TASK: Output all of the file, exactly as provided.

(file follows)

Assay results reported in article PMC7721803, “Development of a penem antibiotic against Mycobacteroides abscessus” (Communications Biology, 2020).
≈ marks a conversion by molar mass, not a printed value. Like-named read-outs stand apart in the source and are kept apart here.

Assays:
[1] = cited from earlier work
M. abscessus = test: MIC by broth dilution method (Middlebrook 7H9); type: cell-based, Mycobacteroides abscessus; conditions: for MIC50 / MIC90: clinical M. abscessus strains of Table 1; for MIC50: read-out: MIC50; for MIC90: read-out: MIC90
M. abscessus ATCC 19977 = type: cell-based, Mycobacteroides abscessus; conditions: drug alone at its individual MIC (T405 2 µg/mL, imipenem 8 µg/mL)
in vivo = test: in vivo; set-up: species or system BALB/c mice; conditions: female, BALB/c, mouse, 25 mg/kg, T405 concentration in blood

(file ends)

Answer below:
Assay results reported in article PMC7721803, “Development of a penem antibiotic against Mycobacteroides abscessus” (Communications Biology, 2020).
≈ marks a conversion by molar mass, not a printed value. Like-named read-outs stand apart in the source and are kept apart here.

Assays:
[1] = cited from earlier work
M. abscessus = test: MIC by broth dilution method (Middlebrook 7H9); type: cell-based, Mycobacteroides abscessus; conditions: for MIC50 / MIC90: clinical M. abscessus strains of Table 1; for MIC50: read-out: MIC50; for MIC90: read-out: MIC90
M. abscessus ATCC 19977 = type: cell-based, Mycobacteroides abscessus; conditions: drug alone at its individual MIC (T405 2 µg/mL, imipenem 8 µg/mL)
in vivo = test: in vivo; set-up: species or system BALB/c mice; conditions: female, BALB/c, mouse, 25 mg/kg, T405 concentration in blood